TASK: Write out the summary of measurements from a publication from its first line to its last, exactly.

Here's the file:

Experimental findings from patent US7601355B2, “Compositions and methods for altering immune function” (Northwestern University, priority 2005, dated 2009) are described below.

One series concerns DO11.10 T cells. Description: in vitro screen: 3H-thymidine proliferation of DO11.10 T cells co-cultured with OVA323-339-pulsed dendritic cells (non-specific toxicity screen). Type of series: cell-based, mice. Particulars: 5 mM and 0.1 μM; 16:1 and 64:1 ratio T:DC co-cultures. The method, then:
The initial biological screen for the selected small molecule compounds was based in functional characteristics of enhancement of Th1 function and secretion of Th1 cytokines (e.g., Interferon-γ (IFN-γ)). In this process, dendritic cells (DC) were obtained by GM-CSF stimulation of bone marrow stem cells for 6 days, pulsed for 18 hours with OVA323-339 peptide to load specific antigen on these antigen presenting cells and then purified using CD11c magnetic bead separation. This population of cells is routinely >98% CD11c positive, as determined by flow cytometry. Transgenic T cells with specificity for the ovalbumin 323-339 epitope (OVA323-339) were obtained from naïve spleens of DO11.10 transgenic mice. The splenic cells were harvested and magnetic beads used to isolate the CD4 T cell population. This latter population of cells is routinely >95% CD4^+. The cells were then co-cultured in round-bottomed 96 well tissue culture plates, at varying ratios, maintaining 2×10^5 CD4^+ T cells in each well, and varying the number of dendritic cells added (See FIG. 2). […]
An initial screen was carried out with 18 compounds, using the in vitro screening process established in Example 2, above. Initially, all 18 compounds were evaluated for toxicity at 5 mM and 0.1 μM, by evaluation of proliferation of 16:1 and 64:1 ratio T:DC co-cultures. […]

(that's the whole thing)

Experimental findings from patent US7601355B2, “Compositions and methods for altering immune function” (Northwestern University, priority 2005, dated 2009) are described below.

One series concerns DO11.10 T cells. Description: in vitro screen: 3H-thymidine proliferation of DO11.10 T cells co-cultured with OVA323-339-pulsed dendritic cells (non-specific toxicity screen). Type of series: cell-based, mice. Particulars: 5 mM and 0.1 μM; 16:1 and 64:1 ratio T:DC co-cultures. The method, then:
The initial biological screen for the selected small molecule compounds was based in functional characteristics of enhancement of Th1 function and secretion of Th1 cytokines (e.g., Interferon-γ (IFN-γ)). In this process, dendritic cells (DC) were obtained by GM-CSF stimulation of bone marrow stem cells for 6 days, pulsed for 18 hours with OVA323-339 peptide to load specific antigen on these antigen presenting cells and then purified using CD11c magnetic bead separation. This population of cells is routinely >98% CD11c positive, as determined by flow cytometry. Transgenic T cells with specificity for the ovalbumin 323-339 epitope (OVA323-339) were obtained from naïve spleens of DO11.10 transgenic mice. The splenic cells were harvested and magnetic beads used to isolate the CD4 T cell population. This latter population of cells is routinely >95% CD4^+. The cells were then co-cultured in round-bottomed 96 well tissue culture plates, at varying ratios, maintaining 2×10^5 CD4^+ T cells in each well, and varying the number of dendritic cells added (See FIG. 2). […]
An initial screen was carried out with 18 compounds, using the in vitro screening process established in Example 2, above. Initially, all 18 compounds were evaluated for toxicity at 5 mM and 0.1 μM, by evaluation of proliferation of 16:1 and 64:1 ratio T:DC co-cultures. […]